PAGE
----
Pre-anesthesia review revealed a young man with no known comorbid conditions, history of prior exposure to anesthesia, or drug allergy. General examination revealed no abnormalities; chest and cardiovascular examinations were normal, with a good volume pulse of 74 bpm and blood pressure of 110/80mmHg; heart sounds were S1 and S2 only. He had good mouth opening with a Mallampati score of 2. Investigations available were urea electrolyte and creatine, full blood count and differential, fasting blood sugar, and clotting profile, and all were within normal limit ranges. Fasting guidelines were given, and a request was made for two pints of blood.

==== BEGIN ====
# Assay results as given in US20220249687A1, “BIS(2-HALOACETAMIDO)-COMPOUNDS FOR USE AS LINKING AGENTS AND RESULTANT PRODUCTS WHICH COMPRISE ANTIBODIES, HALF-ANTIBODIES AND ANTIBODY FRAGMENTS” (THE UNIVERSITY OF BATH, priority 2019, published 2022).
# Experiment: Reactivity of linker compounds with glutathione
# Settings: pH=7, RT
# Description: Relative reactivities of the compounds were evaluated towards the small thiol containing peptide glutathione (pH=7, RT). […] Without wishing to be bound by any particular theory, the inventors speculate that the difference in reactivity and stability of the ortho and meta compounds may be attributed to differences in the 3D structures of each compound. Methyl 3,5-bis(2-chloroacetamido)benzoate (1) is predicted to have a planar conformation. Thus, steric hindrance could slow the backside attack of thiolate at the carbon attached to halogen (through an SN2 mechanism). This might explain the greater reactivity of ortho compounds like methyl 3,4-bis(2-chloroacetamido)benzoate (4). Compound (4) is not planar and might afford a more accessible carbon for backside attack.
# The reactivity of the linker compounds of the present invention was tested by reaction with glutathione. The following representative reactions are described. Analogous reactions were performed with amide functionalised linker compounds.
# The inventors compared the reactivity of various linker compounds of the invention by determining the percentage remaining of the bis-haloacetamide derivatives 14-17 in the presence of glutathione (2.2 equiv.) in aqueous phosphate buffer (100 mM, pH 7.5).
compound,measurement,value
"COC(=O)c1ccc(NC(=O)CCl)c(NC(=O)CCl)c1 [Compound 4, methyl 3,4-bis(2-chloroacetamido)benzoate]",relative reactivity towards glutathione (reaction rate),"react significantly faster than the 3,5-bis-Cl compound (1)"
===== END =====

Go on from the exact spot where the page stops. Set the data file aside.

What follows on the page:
In the operating suite, a cockpit drill was done to check for oxygen supply, anesthesia equipment, and resuscitative gadgets; baseline vital signs taken with a multiparameter monitor were pulse rate, non-invasive blood pressure, and oxygen saturation (SpO2), which were all within normal limits. An intravenous access was secured with a 16-gauge cannula with 0.9% saline infusion running. He was given a pre-medication of 0.6mg atropine and 30mg pentazocine, and he was pre-oxygenated with 100% oxygen for 3 minutes. Induction was performed with a sleeping dose of sodium thiopentone (500mg), and intubation was aided with 100mg suxamethonium. Isoflurane for maintenance of anesthesia was switched on at 2%, and 6mg pancuronium given. The patient had a witnessed cardiac arrest 5 minutes after induction of anesthesia. The inhalational agent was switched off, and cardiopulmonary resuscitation (CPR) immediately commenced with an intravenous dose of adrenaline (1mg); return of spontaneous cardiac activity (ROSC) was achieved after defibrillation with 200 J. The patient regained consciousness without any neurological sequalae and was observed in the intensive care unit for 24 hours.